Law Blog

DUI & Physical Control Probation

Courts impose a number of mandatory and case-specific conditions on a defendant when ordering probation.  Some require affirmative acts – such as getting a drug and alcohol evaluation, completing recommended treatment, and participating in a victim impact panel.  Other conditions are prohibitive – do not refuse a valid request for breath or blood to determine alcohol concentration, do not drive without a functioning interlock, etc.  If you are alleged to violate a condition of probation, a review hearing will be held and the judge will determine if you should face additional sanctions.

​In some cases, the judge has discretion; he or she can waive further penalties, order you to do a short stint in jail, or perhaps perform some community service.  However, according to RCW 46.61.5055(11)(a), there are 5 mandatory conditions of DUI or Physical Control probation you absolutely don’t want to violate:

(i) do not drive a motor vehicle without a valid license to drive;

(ii) do not drive a motor vehicle without proof of liability insurance or other financial responsibility;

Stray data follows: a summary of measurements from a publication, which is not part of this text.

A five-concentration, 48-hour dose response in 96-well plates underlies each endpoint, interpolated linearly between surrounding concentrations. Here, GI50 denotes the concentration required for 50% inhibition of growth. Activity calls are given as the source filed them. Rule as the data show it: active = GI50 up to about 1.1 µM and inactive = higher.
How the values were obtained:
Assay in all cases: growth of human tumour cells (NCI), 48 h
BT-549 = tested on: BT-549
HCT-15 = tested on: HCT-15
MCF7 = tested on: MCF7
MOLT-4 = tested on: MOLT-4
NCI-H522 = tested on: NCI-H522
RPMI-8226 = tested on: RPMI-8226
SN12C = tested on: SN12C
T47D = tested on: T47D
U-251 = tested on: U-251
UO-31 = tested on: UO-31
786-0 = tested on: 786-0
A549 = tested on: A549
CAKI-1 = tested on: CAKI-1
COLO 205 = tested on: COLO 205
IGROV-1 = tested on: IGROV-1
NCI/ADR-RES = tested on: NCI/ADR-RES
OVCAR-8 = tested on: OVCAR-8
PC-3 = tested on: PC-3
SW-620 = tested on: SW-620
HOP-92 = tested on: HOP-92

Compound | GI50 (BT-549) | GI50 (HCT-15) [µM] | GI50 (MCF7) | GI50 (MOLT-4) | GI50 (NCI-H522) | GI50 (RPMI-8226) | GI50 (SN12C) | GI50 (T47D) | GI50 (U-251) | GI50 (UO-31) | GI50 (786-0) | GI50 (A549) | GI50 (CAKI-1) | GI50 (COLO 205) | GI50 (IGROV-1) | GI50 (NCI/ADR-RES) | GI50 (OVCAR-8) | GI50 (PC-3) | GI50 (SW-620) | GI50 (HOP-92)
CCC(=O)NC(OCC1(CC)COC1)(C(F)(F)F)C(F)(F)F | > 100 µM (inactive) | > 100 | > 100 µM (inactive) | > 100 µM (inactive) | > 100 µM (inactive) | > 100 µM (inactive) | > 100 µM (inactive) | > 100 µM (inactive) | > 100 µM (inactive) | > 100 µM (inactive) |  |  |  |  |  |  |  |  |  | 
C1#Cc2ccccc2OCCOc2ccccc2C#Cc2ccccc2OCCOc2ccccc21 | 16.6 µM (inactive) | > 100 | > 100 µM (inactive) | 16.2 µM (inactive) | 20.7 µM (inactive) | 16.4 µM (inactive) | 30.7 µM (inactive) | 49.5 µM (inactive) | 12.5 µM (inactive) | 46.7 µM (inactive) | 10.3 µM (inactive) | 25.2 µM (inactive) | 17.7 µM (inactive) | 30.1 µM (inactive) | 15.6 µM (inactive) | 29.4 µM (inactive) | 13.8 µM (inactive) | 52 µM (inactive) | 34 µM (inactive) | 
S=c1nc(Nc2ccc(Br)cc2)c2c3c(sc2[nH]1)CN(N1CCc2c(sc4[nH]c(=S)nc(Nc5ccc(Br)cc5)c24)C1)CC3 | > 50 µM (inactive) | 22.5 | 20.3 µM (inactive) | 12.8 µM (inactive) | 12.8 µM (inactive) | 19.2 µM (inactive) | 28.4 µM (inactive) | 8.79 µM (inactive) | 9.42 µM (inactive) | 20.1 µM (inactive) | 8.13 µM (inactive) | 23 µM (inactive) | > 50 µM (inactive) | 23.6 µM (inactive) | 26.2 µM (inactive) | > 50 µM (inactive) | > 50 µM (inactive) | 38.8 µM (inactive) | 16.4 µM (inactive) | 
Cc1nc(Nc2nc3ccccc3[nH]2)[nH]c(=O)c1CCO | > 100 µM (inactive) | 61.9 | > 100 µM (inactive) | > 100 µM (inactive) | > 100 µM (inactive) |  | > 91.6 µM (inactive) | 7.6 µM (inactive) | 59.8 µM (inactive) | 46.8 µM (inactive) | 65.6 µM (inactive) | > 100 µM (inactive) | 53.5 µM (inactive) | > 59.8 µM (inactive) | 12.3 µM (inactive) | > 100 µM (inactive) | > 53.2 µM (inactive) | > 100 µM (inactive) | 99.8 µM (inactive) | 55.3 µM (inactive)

(iii) do not drive or be in physical control of a motor vehicle and have a BAC of 0.08 or more or a THC concentration of 5.00 nanograms per milliliter of whole blood or higher, within two hours after driving;

(iv) do not refuse to submit to a test of breath or blood to determine alcohol or drug concentration upon request of a law enforcement officer who has reasonable grounds to believe the person was driving or was in actual physical control of a motor vehicle … while under the influence of intoxicating liquor or drug; and

(v) do not drive a motor vehicle in this state without a functioning ignition interlock device as required by the department under RCW 46.20.720.

You absolutely do not want to violate these conditions, as they carry a MANDATORY sanction of 30 days in jail FOR EACH VIOLATION.  The jail time CANNOT be suspended or deferred.  Even worse, RCW 9.94A.589 (1)(d) requires that the time served for each violation must run CONSECUTIVELY.  In practice, this means that if a defendant is found to violate 3 of the above conditions, they MUST serve 90 days, 30 days for each violation.  The judge is not given discretion to have the sentences run concurrently.

In addition to jail time, you could face job, housing, and family consequences.  If you have been charged with violating a condition of DUI or Physical Control probation, call Ember Law today.